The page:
The Missouri River is an unruly beast. People have long tried to tame it, but it always finds a way to break its chains.
In early 2019, historic rain and snowfall caused the river to swell dramatically. It overwhelmed dams and smashed through levees, leading to months of catastrophic flooding in what The New York Times called a "slow-motion disaster." Communities in northwest and southeast Missouri were hammered in March, while severe flooding reached mid-Missouri in May.
The recovery has been slow, especially for farmers in floodplains who saw their crops destroyed and their fields transformed into lakes. The U.S. Army Corps of Engineers, which oversees the nation's dams, continued to release water into the river well into the fall, keeping it at record-high levels.
Warning signs, including oversaturated soil upriver, also suggest that 2020 will bring little respite for waterlogged communities. Some levees remain unrepaired, leaving communities vulnerable to another onslaught of rain. On a broader scale, climate change threatens to exacerbate the problem, by increasing annual runoff into the Missouri River.
In the wake of the floods, a special project by the Columbia Missourian, KBIA and KOMU newsrooms explored the consequences of flooding and talked to communities struggling to move forward.
Reporters and photographers also explored the history of Rhineland, a tiny village on the banks of the Missouri, that lifted itself out of the floodplain after the devastating Great Flood of 1993. Despite the clear pains that moving entailed, Rhineland's story is hopeful — one of a tight-knit community that saved itself.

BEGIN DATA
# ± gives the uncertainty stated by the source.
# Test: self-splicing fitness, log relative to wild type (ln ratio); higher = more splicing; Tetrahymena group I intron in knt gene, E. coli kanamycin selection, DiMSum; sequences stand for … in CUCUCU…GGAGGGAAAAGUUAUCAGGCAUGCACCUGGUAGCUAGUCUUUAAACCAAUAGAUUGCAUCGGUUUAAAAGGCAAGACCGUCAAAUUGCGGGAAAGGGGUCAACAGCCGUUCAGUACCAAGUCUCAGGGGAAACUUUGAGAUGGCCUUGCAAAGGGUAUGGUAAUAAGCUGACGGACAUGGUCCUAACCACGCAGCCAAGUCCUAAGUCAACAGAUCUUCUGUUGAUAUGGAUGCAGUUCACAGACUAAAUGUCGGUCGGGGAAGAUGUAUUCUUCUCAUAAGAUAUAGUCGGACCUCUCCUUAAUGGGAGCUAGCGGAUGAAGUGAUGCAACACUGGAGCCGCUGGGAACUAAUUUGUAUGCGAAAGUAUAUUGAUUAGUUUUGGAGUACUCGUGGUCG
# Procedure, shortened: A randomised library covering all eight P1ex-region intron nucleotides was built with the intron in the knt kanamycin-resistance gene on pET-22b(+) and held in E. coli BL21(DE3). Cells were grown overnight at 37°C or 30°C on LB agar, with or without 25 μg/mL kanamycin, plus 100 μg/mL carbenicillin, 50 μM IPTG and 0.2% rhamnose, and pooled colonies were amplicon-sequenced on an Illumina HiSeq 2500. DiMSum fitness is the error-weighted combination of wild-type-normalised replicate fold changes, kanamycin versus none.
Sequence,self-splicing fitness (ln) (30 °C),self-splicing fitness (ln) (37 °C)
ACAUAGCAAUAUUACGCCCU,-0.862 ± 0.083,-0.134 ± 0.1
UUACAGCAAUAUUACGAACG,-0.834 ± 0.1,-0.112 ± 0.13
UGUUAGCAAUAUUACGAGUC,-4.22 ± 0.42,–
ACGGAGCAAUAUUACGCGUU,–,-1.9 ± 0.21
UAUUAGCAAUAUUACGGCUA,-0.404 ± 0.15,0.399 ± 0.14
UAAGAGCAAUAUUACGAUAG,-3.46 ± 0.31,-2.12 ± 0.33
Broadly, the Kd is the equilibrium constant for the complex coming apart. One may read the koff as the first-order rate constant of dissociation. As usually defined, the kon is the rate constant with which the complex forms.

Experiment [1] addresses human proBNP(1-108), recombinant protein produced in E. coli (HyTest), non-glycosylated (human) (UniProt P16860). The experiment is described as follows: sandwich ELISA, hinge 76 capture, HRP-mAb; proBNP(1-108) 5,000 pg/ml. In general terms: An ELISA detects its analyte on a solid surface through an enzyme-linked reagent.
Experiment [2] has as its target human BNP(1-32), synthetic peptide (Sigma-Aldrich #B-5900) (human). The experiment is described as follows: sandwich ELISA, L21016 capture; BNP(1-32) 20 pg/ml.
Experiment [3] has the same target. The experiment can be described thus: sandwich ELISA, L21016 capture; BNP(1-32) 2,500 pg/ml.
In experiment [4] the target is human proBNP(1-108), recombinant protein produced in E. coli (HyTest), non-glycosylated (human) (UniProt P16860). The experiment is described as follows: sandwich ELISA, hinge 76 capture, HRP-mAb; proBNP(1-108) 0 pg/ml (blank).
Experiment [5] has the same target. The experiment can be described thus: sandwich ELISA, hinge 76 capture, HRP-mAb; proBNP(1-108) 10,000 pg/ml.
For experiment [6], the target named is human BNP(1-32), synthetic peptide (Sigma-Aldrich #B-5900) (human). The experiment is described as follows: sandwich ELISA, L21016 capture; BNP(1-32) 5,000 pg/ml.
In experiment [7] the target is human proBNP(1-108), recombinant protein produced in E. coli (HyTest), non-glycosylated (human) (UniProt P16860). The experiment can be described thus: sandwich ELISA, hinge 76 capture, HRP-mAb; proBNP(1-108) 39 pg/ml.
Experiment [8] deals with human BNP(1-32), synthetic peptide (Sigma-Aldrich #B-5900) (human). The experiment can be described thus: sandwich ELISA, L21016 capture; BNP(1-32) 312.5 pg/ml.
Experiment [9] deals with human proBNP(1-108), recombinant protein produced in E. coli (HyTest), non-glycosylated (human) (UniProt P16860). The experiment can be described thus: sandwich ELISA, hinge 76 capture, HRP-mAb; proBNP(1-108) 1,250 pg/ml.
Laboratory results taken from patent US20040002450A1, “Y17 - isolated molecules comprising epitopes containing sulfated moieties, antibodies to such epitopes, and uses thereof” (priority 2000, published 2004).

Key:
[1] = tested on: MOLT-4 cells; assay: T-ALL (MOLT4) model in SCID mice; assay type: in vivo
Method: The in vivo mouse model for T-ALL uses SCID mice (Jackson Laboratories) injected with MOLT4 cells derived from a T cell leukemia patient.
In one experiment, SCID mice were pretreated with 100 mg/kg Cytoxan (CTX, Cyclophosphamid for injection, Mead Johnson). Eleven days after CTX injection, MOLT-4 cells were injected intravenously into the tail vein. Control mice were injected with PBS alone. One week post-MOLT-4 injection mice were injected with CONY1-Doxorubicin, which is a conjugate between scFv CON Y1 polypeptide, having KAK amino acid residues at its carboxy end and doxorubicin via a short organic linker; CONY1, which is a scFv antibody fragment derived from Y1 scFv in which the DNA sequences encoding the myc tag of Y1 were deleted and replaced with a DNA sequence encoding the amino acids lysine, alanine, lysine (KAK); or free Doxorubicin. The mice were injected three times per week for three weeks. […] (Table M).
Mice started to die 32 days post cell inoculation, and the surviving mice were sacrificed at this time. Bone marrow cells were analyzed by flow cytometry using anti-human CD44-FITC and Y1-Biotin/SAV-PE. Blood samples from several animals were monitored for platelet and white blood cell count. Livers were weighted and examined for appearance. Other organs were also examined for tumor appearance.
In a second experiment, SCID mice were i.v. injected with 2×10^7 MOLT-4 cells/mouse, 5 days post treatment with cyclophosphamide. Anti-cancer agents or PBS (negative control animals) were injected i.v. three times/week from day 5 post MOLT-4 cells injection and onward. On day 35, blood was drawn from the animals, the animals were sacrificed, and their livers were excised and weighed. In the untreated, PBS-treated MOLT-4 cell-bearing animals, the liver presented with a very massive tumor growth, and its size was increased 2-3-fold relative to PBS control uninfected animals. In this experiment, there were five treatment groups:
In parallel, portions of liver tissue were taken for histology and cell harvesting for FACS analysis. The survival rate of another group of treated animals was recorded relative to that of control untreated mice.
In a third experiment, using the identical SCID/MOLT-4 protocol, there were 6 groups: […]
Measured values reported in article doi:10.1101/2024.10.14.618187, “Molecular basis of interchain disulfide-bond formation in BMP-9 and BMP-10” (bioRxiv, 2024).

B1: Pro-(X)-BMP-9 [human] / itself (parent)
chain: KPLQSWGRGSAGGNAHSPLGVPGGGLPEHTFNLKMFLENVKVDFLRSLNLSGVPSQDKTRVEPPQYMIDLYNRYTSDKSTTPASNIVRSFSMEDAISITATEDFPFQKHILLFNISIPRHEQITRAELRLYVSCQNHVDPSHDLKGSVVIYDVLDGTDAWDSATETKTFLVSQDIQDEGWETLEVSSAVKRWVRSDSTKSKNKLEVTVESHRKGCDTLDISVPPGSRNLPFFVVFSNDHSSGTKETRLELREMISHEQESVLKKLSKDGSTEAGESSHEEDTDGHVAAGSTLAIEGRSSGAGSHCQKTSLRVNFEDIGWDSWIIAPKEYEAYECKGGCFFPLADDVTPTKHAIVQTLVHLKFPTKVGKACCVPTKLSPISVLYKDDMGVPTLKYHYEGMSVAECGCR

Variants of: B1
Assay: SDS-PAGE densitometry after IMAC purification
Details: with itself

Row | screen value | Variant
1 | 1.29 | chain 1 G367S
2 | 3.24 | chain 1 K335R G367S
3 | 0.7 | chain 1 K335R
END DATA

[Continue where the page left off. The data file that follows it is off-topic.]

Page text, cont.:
After the Great Flood of 1993, Rhineland residents were the first to uproot their town in order to save it.
Among those hit hardest in '93 and again last year were Missouri's farmers. Floods and excessive rainfall caused damage to farmland that stretched into the hundreds of millions of dollars. Crop insurance and resources provided by MU Extension provide some relief, though it will probably take several years before flooded fields return to their previous standards of productivity.
Crop insurance policies paid more than $344 million to Missouri farmers as of November from both excess moisture and floods.
Missouri's levee system — the series of protective embankments that those in the floodplains rely on to defend them — is also a fragmentary, aging system. Some levee districts prefer local control and spurn Corps funding for repairs. But this approach has consequences for their neighbors, who can suffer more flooding as a result.
Meanwhile, repairs are costly and hard to fund, while experts say the infrastructure isn't prepared for a warming climate. There are proposed solutions, such as a large-scale plan to push back the levees, but these require private landowners to agree.
After 2019's historic flooding battered Missouri levees, farmers, scientists and engineers deliberate on the system's weaknesses while looking toward the future.